On Philippines Solidarity Month: Pass the Philippines Human Rights Act!

U.S. out of the Philippines! Victory to the People’s Democratic Revolution!

Black History Month happens to share February with Philippines Solidarity Month, though through no fault of either. Forget that February is already the shortest month. It is more a function of what imperialism and white supremacy will tolerate from oppressed nationalities. 

John Parker, socialist candidate for California’s 37th Congressional District, explains: “For the rich and powerful, the less time the colonized, occupied, and exploited spend thinking about their histories and what connects them, the better. The less time we spend discovering our common enemy, the better.”

So, of course, we honor Philippines Solidarity Month. We salute not only the revolutionary legacy of the Filipino people, we hold in the highest regard their living revolution – their People’s Democratic Revolution. 

“The role of the U.S. in the Philippines, much like its role in Palestine and in so many other countries,” said John Parker, “is both deeply buried and deeply repugnant.” 

In the late 1800s, the Filipino people, under the working-class leadership of Andrés Bonifacio’s Katipunan movement, organized a nationwide armed struggle to free themselves of Spain, their 300-year colonizers. 

The U.S. seized the opportunity to strike a deal with Spain, buying the Philippine islands for a clearance rate of $20 million U.S. Adjusted for the current value of the U.S. dollar, the U.S. made off with an entire country for under $800,000. 

To quell the people’s movement and establish its imperial domination, the U.S. invaded as an occupying force. The first waves of military occupation in 1898 and 1899 wiped out a sixth of the Filipino population. 

By 1905, the end of the hot war, the U.S. had murdered 1.4 million Filipinos. After the first two decades of military occupation, 3 million Filipinos were dead at the hands of the United States.

How U.S. maintains control

Though the Philippines gained nominal independence in 1934, the U.S. ruling class stayed in control through its various puppet governors and, thus, the entirety of the Philippines’ political and economic life. This system gave the U.S. ruling class free rein to maintain its military occupation and rule through sheer force of violence – all without paying a cent on overhead.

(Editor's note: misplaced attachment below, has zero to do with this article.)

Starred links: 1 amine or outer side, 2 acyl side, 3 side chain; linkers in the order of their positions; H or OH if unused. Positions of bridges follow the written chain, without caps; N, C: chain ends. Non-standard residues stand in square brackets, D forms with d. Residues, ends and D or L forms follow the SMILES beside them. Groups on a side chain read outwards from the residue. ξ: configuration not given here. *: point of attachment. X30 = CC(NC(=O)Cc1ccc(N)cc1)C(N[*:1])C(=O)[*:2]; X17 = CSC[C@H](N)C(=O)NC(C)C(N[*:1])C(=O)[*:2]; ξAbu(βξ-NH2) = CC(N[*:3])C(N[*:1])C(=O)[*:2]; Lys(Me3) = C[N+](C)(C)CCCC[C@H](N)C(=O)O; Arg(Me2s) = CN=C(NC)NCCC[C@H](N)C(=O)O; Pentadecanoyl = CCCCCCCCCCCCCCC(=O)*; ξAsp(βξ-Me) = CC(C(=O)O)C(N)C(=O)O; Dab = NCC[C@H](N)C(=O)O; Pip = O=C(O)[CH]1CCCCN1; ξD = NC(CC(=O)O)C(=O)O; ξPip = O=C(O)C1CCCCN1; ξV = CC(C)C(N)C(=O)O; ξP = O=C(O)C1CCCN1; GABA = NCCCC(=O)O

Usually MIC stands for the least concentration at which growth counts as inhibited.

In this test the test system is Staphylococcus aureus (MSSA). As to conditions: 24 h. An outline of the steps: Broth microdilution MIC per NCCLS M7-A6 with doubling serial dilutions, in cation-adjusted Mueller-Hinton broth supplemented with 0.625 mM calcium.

”President” Ferdinand Marcos Sr., for example, in September of 1972, implemented a martial law so brutal, it left in its wake thousands of known extrajudicial killings and “disappearances” and tens of thousands of documented tortures and political incarcerations. 

The Armed Forces of the Philippines (the “IDF” of the Philippines) and the Philippines National Police adopted a tactic called “salvaging,” in which they would leave the tortured and mutilated bodies of suspected activists in places to be discovered by the public. For these, the United States footed the bill. The top brass of these operations were trained by the CIA. All of these details are eerily reminiscent of the coup against Chile’s Salvador Allende. 

The U.S. and its puppet ruling class in the Philippines, however, were right to be so desperately afraid of the Philippine masses. 

“A genuine People Power Revolution ousted Marcos Sr.,” John remarks. “And another one ousted ‘President’ Joseph Estrada, another U.S. stooge, who was about to get impeached anyway.”

Bonifacio’s revolution was never truly defeated. The armed struggle, like any struggle, waxed and waned through the decades, but nonetheless survives and remains a vital, necessary, and influential tool for the people’s revolutionary struggle. The New People’s Army, in fact, has only grown stronger under the leadership of the Communist Party of the Philippines.

The story of the Philippines must never remain buried. It must be one more tool wielded by people’s movements everywhere. 

“This is our solidarity message,” said John Parker. “On Philippine Solidarity Month, this campaign commits to never let the true story of the Philippines be buried. We commit to expose the imperialist United States for what it is – vicious, hideous, repugnant.” 

“If I am elected, I will support the passage of the Philippines Human Rights Act as introduced by Representative Susan Wild. If it fails, I will reintroduce it to every session of Congress thereafter if I have to. Just as I will demand an end to funding genocide in occupied Palestine, I demand an end to funding the political and military occupation of the Philippines.” 

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